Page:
index. I think they're called intelligent indexes, in fact. I'm not sure. I
mean, it's an active product. It's an active risk that's in there. The true
active mutual fund becoming an ETF I think is still a few years away.

              MORCROFT: As these assets keep growing, we've talked about how
fast they're growing, how big they already are, are they becoming more of a gage
for investor sentiment, and if so, what are they telling us about investor

              Mr. EHRET: Well, I think they're become a gage for investor
attitudes towards certain things. So, for example, if we think oil prices are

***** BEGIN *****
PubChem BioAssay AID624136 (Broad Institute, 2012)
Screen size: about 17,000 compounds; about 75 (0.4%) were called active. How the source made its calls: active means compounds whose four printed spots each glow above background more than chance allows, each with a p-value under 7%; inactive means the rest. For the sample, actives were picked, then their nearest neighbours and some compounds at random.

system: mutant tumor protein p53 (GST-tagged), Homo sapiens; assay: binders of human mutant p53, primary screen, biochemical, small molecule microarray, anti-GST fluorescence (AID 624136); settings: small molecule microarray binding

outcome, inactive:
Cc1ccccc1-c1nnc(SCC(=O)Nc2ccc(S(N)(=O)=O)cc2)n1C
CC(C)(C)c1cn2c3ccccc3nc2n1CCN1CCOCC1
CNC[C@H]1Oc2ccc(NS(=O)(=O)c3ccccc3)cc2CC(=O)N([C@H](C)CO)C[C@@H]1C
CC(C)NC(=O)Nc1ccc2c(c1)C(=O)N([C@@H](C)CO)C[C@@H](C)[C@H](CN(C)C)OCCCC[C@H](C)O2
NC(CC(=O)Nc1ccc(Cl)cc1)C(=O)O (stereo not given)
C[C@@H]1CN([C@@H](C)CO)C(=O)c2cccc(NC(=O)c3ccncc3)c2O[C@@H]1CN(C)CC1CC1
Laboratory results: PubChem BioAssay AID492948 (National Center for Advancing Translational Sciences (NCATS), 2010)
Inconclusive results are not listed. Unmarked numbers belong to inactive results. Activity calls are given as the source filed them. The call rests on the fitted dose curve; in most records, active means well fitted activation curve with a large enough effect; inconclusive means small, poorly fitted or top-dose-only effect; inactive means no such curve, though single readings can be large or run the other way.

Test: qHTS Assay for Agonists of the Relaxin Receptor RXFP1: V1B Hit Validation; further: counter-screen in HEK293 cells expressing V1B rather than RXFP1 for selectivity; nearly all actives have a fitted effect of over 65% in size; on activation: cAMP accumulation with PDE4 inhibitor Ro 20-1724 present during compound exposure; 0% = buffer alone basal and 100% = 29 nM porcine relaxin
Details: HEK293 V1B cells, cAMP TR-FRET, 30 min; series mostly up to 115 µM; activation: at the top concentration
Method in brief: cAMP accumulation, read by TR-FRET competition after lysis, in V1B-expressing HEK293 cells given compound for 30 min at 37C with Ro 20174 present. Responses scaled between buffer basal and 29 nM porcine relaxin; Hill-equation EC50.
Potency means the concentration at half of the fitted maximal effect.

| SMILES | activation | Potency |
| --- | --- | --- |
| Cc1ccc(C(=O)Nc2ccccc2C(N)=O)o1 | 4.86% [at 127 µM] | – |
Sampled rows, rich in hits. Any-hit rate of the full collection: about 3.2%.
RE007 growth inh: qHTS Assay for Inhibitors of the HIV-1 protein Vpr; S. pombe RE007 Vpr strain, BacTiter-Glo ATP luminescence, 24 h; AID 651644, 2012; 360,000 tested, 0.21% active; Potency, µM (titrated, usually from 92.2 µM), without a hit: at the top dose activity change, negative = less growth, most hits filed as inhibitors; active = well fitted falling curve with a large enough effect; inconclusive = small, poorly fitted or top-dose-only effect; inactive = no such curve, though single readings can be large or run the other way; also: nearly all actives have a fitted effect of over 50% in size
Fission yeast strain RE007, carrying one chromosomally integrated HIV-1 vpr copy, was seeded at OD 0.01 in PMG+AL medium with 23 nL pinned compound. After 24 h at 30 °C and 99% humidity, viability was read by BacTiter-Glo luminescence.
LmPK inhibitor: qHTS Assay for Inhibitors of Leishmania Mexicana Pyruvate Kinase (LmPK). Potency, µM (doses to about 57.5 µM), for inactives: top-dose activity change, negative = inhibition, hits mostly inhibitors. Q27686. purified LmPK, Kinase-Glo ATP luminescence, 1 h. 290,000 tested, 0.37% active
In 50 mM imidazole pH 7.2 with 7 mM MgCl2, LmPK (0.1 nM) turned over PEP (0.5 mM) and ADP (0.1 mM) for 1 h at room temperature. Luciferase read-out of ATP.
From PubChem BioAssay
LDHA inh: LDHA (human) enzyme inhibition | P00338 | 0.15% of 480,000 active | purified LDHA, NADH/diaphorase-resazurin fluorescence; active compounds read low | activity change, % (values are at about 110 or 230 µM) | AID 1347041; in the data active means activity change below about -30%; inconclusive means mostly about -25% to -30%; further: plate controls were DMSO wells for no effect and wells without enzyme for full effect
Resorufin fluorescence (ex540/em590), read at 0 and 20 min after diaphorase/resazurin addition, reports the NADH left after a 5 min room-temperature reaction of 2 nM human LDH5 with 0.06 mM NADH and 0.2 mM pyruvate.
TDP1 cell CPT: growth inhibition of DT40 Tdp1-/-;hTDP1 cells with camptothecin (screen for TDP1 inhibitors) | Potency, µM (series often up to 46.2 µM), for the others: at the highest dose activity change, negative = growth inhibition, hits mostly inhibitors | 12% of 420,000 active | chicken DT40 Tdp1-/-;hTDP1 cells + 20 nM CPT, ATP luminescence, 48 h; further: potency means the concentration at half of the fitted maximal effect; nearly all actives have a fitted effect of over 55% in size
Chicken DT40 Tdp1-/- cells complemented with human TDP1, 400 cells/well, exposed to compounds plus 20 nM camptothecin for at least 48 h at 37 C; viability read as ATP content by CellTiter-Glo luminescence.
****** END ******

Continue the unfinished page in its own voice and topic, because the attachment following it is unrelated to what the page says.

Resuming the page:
going up or going down, we'll see large inflows and large volumes around the
energy spider or XRE. First, if we see interest rates flattening, sectors that
respond to interest rates flattening are going to be positively impacted. So,
you can see by both volume spikes and asset management spikes really the
investor sentiment see itself.

              MORCROFT: One of the other interesting things about ETFs is
because they trade like stocks, they can be shorted.

              Mr. EHRET:  Right.

              MORCROFT:  What kind of activity, short activity, are we seeing in
this?  Are we seeing certain sectors being shorted more than others?  What's
that tell us?

              Mr. EHRET: Well, both sectors and broad market. You know, it's
interesting. Some of the large ETFs have huge short components to them. It's
because investors have many opinions on them, but also they use them as a risk
management tool. So, it's not just speculative shorting, it's a lot of risk